“Aung San Suu Kyi?” I volunteered, happy to have a chance to demonstrate that I wasn’t completely ignorant of the country’s situation. He nodded. “You talk so openly,” I told him. “Most people are afraid to talk about the government.”
“It is only because I know all these people,” he said, waving his arm towards the others in the room. “On the lake we know who is listening. In the city I would never talk.” He said the government can always find a seemingly legitimate pretext for arresting someone who speaks against the regime. It’s technically illegal for Burmese to own foreign currency, for example, but almost every business owner has U.S. dollars. So if the government wants to punish someone for political agitation, it can just arrest them for a currency violation.
I asked if he had any hope for change. He thought for a moment before shaking his head. “No. No hope. How will things change? The government does not use, what do you call it, when it makes people cry?”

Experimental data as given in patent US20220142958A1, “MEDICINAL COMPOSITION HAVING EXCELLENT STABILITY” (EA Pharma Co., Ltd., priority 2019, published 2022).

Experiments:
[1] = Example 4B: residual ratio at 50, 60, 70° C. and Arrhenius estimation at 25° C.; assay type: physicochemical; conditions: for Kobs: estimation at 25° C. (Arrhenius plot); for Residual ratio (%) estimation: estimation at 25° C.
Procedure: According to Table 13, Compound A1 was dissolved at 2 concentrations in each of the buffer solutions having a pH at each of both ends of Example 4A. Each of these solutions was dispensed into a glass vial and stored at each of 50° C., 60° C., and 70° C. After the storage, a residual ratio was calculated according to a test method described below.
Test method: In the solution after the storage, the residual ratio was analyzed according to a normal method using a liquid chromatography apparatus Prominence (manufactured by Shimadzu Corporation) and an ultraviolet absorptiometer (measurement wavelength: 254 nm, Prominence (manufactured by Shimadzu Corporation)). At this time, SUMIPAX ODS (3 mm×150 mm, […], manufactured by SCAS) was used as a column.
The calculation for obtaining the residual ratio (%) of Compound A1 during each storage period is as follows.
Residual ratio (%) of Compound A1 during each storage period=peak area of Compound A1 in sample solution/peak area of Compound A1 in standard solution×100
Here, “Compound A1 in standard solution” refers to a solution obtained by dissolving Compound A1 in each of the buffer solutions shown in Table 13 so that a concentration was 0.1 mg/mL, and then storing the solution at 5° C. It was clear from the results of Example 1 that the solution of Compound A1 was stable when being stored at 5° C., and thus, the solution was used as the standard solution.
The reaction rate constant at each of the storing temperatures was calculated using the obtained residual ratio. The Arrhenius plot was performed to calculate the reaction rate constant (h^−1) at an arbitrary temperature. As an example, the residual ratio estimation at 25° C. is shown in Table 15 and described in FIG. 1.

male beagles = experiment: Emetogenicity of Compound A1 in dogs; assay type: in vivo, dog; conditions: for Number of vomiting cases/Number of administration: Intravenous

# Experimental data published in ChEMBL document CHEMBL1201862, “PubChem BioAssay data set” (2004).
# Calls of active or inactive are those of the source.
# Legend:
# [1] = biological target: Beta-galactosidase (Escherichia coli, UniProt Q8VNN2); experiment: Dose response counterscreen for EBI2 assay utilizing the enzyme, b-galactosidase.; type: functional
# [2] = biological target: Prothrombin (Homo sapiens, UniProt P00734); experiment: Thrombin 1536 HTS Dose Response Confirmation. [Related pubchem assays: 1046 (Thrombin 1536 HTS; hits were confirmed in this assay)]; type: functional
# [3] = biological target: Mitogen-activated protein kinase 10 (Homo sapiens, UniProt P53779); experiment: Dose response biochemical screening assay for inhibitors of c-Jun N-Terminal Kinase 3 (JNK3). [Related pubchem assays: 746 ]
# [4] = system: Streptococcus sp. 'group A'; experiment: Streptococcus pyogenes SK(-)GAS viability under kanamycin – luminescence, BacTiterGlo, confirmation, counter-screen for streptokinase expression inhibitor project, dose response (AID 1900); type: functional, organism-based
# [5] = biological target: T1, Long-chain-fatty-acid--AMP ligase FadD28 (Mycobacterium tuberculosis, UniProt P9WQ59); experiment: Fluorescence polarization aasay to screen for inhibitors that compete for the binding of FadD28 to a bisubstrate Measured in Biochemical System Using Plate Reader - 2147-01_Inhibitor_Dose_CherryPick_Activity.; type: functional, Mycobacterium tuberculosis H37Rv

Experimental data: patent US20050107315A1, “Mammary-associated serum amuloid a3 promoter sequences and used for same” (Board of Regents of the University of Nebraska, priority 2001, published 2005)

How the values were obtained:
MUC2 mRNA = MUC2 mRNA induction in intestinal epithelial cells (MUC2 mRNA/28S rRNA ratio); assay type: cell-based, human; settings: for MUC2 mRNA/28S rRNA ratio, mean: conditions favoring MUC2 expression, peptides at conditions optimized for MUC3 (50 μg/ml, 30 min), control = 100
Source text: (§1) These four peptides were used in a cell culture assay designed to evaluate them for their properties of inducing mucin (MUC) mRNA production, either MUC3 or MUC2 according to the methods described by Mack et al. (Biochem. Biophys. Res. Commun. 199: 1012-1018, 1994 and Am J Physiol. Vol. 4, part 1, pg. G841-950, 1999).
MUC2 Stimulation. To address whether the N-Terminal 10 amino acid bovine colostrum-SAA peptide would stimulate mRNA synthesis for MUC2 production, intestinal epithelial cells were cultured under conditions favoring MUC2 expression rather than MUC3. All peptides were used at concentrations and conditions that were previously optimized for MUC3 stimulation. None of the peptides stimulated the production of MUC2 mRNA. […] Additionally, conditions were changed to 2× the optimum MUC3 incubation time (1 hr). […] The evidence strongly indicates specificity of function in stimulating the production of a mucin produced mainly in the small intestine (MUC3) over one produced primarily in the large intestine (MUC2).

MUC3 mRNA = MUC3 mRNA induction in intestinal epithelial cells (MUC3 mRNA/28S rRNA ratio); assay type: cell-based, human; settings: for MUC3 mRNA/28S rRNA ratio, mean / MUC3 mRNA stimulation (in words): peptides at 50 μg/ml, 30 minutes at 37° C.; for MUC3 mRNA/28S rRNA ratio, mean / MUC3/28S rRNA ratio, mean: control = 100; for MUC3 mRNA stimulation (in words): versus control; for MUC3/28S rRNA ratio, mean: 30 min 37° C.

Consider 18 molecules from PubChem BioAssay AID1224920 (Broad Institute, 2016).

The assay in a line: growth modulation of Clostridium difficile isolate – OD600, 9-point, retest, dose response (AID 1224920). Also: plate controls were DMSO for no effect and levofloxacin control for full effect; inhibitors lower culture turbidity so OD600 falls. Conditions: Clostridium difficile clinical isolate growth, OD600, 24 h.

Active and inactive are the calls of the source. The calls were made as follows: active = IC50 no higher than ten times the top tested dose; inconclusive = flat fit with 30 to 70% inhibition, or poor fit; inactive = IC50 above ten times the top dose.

“Yes. They do not use tear gas. They just shoot.” There was another silence before the man said, “We are hopeless and helpless. We all feel this way.”
(The owner I spoke with is not shown in any of my photos. I did not take a single photograph of him or his family, and I have not written his name anywhere.)
BD returned and we motored out to catch up with the Buddha statues as they arrived at the monastery where they would spend the night. Floating next to a small flotilla of other longboats, we watched the parade paddle up to the monastery and unload its sacred cargo.